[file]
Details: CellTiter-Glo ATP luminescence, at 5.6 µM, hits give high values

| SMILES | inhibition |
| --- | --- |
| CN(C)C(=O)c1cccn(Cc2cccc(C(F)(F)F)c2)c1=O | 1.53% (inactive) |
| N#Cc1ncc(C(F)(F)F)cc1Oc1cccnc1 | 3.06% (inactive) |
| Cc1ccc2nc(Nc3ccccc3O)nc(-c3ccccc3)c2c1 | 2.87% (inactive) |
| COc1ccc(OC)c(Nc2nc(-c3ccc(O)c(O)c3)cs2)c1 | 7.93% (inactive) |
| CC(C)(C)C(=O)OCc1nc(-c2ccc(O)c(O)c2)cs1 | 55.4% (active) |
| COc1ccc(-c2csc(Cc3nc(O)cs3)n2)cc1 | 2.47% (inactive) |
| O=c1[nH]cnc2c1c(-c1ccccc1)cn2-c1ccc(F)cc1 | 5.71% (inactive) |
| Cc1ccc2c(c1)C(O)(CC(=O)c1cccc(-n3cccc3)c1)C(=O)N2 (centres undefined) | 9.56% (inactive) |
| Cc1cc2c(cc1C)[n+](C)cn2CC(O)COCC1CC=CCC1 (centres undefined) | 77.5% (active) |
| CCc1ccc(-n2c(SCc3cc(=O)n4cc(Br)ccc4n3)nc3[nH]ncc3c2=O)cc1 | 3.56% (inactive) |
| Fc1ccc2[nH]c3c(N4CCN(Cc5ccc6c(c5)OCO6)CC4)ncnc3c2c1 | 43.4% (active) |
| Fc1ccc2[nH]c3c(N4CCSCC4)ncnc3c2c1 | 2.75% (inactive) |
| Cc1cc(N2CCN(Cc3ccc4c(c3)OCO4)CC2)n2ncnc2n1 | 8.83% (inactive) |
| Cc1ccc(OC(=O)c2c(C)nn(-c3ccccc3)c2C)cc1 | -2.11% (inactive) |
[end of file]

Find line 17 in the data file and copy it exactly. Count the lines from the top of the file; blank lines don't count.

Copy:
| Cc1ccc(OC(=O)c2c(C)nn(-c3ccccc3)c2C)cc1 | -2.11% (inactive) |